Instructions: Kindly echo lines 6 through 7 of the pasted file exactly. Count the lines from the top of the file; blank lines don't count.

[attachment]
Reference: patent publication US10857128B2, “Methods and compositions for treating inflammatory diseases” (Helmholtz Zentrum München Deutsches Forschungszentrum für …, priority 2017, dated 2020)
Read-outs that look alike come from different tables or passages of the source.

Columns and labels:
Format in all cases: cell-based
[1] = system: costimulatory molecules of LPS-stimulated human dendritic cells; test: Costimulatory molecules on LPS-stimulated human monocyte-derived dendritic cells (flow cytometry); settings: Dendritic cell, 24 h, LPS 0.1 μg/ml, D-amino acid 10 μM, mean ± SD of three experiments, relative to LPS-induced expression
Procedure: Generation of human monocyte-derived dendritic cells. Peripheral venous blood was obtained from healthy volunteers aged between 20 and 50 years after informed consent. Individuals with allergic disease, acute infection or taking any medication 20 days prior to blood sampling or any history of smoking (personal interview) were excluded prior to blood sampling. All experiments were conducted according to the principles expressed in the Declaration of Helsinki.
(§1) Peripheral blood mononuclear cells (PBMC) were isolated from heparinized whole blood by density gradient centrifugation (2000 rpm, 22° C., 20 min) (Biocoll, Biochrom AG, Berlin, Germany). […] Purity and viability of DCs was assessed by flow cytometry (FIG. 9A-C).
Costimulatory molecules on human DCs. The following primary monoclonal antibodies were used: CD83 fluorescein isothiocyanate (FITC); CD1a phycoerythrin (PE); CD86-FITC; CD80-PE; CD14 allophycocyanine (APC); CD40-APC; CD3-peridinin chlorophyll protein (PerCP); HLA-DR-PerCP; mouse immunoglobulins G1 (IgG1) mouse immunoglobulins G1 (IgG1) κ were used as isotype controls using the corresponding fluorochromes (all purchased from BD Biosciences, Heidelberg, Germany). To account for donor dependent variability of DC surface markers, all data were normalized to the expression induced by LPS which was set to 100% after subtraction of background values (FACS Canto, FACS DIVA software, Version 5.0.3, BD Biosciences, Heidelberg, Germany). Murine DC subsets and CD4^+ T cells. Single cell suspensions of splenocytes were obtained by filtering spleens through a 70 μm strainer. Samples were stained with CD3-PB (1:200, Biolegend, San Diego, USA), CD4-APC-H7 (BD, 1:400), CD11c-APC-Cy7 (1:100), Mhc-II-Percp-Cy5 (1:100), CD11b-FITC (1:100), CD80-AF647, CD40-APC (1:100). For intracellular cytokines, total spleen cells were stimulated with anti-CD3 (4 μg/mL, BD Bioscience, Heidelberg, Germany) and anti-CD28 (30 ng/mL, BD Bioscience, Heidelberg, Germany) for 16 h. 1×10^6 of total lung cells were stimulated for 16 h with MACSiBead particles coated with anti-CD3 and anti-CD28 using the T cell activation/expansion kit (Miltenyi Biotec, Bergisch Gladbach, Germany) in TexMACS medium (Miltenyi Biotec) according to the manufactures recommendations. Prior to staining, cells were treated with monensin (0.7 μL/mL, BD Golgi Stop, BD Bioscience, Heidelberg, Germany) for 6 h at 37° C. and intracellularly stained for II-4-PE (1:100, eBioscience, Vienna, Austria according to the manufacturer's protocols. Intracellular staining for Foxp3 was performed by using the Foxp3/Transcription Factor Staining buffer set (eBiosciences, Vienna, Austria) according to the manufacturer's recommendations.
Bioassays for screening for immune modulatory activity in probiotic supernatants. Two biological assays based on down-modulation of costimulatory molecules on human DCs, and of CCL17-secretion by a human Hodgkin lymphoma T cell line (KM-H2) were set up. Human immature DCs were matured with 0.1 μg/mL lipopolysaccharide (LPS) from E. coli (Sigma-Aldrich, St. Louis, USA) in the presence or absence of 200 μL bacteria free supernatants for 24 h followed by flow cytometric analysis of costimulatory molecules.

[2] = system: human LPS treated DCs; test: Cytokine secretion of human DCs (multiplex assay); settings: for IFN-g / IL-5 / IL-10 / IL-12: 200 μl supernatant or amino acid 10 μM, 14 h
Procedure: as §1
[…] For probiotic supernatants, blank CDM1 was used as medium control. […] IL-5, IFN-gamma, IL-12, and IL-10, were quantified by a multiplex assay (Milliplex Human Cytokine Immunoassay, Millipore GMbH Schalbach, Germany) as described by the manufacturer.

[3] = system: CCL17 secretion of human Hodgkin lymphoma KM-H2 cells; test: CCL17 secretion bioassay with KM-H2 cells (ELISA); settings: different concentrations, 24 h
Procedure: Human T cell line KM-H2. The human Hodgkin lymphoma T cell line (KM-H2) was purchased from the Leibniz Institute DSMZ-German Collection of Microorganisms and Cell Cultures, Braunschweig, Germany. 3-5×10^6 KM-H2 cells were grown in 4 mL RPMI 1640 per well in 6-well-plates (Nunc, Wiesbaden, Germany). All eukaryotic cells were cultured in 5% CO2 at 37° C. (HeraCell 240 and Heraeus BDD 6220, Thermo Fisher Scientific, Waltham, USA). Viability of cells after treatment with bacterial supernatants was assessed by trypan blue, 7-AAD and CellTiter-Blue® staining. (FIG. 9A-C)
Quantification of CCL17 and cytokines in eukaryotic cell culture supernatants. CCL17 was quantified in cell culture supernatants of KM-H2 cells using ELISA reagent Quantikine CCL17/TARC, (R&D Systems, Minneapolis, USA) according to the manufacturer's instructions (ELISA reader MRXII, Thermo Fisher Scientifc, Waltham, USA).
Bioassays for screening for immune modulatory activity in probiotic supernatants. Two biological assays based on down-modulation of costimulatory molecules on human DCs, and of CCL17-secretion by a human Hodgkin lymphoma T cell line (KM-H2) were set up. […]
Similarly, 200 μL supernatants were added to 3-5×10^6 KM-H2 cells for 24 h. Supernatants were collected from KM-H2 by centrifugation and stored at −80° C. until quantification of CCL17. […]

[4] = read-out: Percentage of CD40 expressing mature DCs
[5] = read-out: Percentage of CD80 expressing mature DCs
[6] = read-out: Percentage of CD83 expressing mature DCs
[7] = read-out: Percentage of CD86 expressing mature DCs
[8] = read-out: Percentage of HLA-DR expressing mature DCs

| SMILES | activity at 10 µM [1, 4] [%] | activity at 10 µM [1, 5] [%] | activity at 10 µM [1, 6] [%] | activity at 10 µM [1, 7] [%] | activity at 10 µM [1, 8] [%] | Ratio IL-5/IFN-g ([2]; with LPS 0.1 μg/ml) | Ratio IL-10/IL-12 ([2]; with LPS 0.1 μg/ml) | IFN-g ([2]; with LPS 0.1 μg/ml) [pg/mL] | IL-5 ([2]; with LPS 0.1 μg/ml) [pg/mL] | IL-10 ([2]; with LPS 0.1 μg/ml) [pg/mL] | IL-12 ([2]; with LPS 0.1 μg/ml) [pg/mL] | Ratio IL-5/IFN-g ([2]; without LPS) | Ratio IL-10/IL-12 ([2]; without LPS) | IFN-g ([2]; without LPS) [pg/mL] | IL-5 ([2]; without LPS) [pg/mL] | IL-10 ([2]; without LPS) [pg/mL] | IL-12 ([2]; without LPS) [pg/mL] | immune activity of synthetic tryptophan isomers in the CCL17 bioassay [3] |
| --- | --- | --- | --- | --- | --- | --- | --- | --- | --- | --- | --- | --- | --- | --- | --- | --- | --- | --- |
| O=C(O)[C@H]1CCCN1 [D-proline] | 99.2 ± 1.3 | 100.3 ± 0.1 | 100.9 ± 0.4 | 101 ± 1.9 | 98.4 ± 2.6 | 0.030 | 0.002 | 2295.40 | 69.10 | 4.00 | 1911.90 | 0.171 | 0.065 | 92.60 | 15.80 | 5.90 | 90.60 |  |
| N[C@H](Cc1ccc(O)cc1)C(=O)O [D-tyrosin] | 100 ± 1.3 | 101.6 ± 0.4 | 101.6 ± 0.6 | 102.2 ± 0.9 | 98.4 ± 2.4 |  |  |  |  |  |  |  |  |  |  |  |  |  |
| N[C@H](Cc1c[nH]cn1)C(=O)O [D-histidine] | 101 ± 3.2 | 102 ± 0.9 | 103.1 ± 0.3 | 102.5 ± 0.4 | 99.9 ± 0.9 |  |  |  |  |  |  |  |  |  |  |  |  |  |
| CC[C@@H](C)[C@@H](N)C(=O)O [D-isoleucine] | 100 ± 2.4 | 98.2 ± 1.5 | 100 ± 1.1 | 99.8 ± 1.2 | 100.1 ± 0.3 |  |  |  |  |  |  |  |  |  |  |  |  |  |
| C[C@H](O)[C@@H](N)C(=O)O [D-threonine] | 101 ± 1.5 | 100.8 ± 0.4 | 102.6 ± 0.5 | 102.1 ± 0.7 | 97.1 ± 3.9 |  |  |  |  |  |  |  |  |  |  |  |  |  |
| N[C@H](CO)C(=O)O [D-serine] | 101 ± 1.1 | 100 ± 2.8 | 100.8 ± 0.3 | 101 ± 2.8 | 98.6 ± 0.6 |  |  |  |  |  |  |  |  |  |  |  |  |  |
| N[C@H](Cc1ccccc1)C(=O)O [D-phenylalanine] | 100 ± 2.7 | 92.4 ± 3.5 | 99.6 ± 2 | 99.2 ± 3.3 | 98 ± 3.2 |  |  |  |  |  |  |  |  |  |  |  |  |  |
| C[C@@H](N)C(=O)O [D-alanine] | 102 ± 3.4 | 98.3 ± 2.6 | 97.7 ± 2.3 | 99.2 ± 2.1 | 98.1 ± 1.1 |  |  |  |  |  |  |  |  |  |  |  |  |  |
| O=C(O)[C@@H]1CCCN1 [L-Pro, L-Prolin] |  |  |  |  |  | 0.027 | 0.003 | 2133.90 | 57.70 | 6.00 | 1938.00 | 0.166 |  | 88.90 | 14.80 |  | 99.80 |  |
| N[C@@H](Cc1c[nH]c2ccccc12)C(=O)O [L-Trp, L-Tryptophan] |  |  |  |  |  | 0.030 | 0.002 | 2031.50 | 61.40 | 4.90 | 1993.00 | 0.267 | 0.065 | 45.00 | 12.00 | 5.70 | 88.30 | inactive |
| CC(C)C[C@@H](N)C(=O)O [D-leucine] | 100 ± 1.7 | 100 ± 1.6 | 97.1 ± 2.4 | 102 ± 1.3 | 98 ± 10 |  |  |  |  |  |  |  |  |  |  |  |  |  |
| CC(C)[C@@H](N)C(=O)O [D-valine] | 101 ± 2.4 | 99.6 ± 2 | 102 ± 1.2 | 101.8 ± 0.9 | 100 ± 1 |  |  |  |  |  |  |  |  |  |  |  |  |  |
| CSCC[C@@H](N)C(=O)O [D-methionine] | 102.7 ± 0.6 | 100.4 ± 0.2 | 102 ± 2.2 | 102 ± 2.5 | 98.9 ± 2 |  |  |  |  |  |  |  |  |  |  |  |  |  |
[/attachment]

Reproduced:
Procedure: Generation of human monocyte-derived dendritic cells. Peripheral venous blood was obtained from healthy volunteers aged between 20 and 50 years after informed consent. Individuals with allergic disease, acute infection or taking any medication 20 days prior to blood sampling or any history of smoking (personal interview) were excluded prior to blood sampling. All experiments were conducted according to the principles expressed in the Declaration of Helsinki.
(§1) Peripheral blood mononuclear cells (PBMC) were isolated from heparinized whole blood by density gradient centrifugation (2000 rpm, 22° C., 20 min) (Biocoll, Biochrom AG, Berlin, Germany). […] Purity and viability of DCs was assessed by flow cytometry (FIG. 9A-C).